The effects of science are unpredictable, unevenly spread and increasingly disruptive. We need to do more to shape technologies before they are fully formed, argues Jack Stilgoe.
“The disparity between rich and poor has been noticed... Whatever else in the world we know survives to the year 2000, that won’t.” So said CP Snow in his Rede Lecture on The Two Cultures, in 1959.
The lecture is most famous for the dichotomy it diagnosed (and so exacerbated) between the sciences and the arts. Snow felt that science could only realise its almost limitless potential by forming a better connection with the cultures around it. So optimistic was he about the power of science, he imagined that even the toughest social problems would soon succumb to a technological fix.
Five decades later and 13 years after Snow’s deadline, the gap between the global rich and poor has expanded while the productivity of science has increased exponentially. If science, as Francis Bacon described it, is about both intellectual enlightenment and the relief of man’s estate, one could be forgiven for thinking that the emphasis has been firmly on the former.
This issue has troubled science policy researchers for decades. In 1977, the economist Richard Nelson asked how a society that could send men to the moon was still unable to help poor people escape poverty and illiteracy. In the past few years, the debate has taken on a new name: responsible innovation.
It is clearly unfair to focus on the unmet promises made on science’s behalf while ignoring its vast, often unpredictable and serendipitous benefits. In wealthy countries, the products of scientific research and technological innovation are woven into our everyday lives. And even in countries where people do not see the same share of benefits, there is evidence of science-led progress in medicine and agriculture.
But if we let science and innovation take credit for these transformative advantages, we should not be afraid to ask where responsibility lies for the unrealised promises and unintended consequences of innovation. The broad aim of responsible innovation is to connect research and innovation in the present to the futures that it promises and can help bring about.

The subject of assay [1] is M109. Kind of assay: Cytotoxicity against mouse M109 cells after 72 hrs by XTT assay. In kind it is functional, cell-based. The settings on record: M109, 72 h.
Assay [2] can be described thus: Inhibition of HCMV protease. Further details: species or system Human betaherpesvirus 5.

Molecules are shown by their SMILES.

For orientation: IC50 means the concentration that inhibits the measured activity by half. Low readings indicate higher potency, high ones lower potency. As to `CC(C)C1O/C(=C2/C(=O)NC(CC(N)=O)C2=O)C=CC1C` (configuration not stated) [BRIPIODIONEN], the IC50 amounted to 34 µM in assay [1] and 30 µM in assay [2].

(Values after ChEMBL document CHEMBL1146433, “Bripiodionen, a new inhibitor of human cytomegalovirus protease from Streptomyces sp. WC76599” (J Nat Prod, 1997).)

Discussions of responsibility in science often zoom in on individuals. We point to heroes such as Jonas Salk, who gave away the polio vaccine that he invented, and Joseph Rotblat, the physicist who became a campaigner for nuclear disarmament. This emphasis on individual morality gives us codes of conduct and Hippocratic oaths, but it does not help us to understand why Snow made his grand prediction, nor why the world has failed to live up to it.
We must find ways to analyse, describe and change how systems of innovation engage, not just with their intended futures but with a full range of implications. The connection between scientific discovery and innovation is not always straightforward; the so-called linear model of innovation, in which science leads to technology and then social benefits, is not so fiercely defended by scientists when things go wrong.
Innovation can be a form of what sociologist Ulrich Beck calls organised irresponsibility. Science gets the credit for the polio vaccine, whereas it is all too easy to pass the blame for the atomic bomb onto society at large.
With genetic modification, nanotechnology, synthetic biology and geoengineering, society faces profound questions and dilemmas. There is a growing recognition that the questions brought to the surface by each next big thing (Who benefits? Who decides? What are the risks? Who’s in control? What if we’re wrong? What are the alternatives? Who’s responsible?) are not unique to a particular technology and will only get louder as research presents ever-more disruptive possibilities for intervention, be it in our genes, our natural environments, our economies or our private lives.
We need an antidote to the narrative of inevitability that often accompanies new technologies. The hope is that, before these technologies are fully formed, we might be able to nudge their trajectories towards responsible, desirable futures. Public dialogue, constructive technology assessment, foresight, codes of conduct and temporary moratoriums can all help to suggest new directions for innovation. But, as befits an approach that is sceptical of technological fixes, they should not be taken as panaceas.
Responsible innovation is not about slowing down innovation or rejecting ideas or technologies. It is about asking scientists and other innovators to imagine, in conversation with society, different possibilities. Maybe it is time to ask how science can alleviate the global poverty that so troubled Snow.
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Jack Stilgoe is a lecturer in the department of science and technology studies at University College London. This is an edited version of his foreword for Responsible Innovation: Managing the responsible emergence of science and innovation in society (Wiley 2013).
This article was published in Research Professional, the UK’s leading independent source of news, analysis, funding opportunities and jobs for the academic research community.
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